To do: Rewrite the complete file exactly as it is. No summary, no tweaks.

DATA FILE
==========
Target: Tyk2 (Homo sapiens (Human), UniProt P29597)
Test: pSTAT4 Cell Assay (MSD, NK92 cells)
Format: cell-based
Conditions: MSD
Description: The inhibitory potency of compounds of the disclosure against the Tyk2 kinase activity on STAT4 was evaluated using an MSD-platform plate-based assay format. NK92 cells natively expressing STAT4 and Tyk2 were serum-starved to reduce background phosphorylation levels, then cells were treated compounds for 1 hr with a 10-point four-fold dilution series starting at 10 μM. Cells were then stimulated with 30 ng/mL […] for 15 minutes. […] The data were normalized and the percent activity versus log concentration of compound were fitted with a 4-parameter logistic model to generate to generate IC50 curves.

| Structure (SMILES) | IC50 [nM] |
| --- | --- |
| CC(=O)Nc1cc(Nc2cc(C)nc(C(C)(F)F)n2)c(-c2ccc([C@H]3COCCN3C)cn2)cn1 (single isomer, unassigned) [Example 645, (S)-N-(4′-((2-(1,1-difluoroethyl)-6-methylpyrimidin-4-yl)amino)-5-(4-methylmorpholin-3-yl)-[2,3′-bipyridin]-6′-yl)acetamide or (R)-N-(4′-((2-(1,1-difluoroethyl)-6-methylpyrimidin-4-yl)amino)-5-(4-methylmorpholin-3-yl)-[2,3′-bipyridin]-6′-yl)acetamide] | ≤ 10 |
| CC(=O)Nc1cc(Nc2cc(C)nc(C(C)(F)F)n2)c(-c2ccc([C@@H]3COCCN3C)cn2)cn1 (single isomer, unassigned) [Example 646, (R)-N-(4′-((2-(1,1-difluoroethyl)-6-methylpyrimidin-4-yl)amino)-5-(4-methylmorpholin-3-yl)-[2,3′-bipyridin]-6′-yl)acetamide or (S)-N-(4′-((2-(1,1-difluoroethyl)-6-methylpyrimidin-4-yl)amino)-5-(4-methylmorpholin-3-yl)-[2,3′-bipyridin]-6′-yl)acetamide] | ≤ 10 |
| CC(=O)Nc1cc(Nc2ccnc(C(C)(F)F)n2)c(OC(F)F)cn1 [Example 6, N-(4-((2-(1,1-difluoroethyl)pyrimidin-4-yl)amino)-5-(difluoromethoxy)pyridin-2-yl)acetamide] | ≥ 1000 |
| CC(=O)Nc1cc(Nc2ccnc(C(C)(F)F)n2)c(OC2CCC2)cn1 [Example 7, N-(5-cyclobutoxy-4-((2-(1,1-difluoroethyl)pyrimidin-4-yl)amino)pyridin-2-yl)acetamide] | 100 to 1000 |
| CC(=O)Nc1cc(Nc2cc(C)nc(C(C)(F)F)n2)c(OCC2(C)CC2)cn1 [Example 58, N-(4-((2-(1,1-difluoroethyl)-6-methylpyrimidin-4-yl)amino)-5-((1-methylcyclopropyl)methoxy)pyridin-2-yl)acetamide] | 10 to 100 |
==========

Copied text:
Target: Tyk2 (Homo sapiens (Human), UniProt P29597)
Test: pSTAT4 Cell Assay (MSD, NK92 cells)
Format: cell-based
Conditions: MSD
Description: The inhibitory potency of compounds of the disclosure against the Tyk2 kinase activity on STAT4 was evaluated using an MSD-platform plate-based assay format. NK92 cells natively expressing STAT4 and Tyk2 were serum-starved to reduce background phosphorylation levels, then cells were treated compounds for 1 hr with a 10-point four-fold dilution series starting at 10 μM. Cells were then stimulated with 30 ng/mL […] for 15 minutes. […] The data were normalized and the percent activity versus log concentration of compound were fitted with a 4-parameter logistic model to generate to generate IC50 curves.

| Structure (SMILES) | IC50 [nM] |
| --- | --- |
| CC(=O)Nc1cc(Nc2cc(C)nc(C(C)(F)F)n2)c(-c2ccc([C@H]3COCCN3C)cn2)cn1 (single isomer, unassigned) [Example 645, (S)-N-(4′-((2-(1,1-difluoroethyl)-6-methylpyrimidin-4-yl)amino)-5-(4-methylmorpholin-3-yl)-[2,3′-bipyridin]-6′-yl)acetamide or (R)-N-(4′-((2-(1,1-difluoroethyl)-6-methylpyrimidin-4-yl)amino)-5-(4-methylmorpholin-3-yl)-[2,3′-bipyridin]-6′-yl)acetamide] | ≤ 10 |
| CC(=O)Nc1cc(Nc2cc(C)nc(C(C)(F)F)n2)c(-c2ccc([C@@H]3COCCN3C)cn2)cn1 (single isomer, unassigned) [Example 646, (R)-N-(4′-((2-(1,1-difluoroethyl)-6-methylpyrimidin-4-yl)amino)-5-(4-methylmorpholin-3-yl)-[2,3′-bipyridin]-6′-yl)acetamide or (S)-N-(4′-((2-(1,1-difluoroethyl)-6-methylpyrimidin-4-yl)amino)-5-(4-methylmorpholin-3-yl)-[2,3′-bipyridin]-6′-yl)acetamide] | ≤ 10 |
| CC(=O)Nc1cc(Nc2ccnc(C(C)(F)F)n2)c(OC(F)F)cn1 [Example 6, N-(4-((2-(1,1-difluoroethyl)pyrimidin-4-yl)amino)-5-(difluoromethoxy)pyridin-2-yl)acetamide] | ≥ 1000 |
| CC(=O)Nc1cc(Nc2ccnc(C(C)(F)F)n2)c(OC2CCC2)cn1 [Example 7, N-(5-cyclobutoxy-4-((2-(1,1-difluoroethyl)pyrimidin-4-yl)amino)pyridin-2-yl)acetamide] | 100 to 1000 |
| CC(=O)Nc1cc(Nc2cc(C)nc(C(C)(F)F)n2)c(OCC2(C)CC2)cn1 [Example 58, N-(4-((2-(1,1-difluoroethyl)-6-methylpyrimidin-4-yl)amino)-5-((1-methylcyclopropyl)methoxy)pyridin-2-yl)acetamide] | 10 to 100 |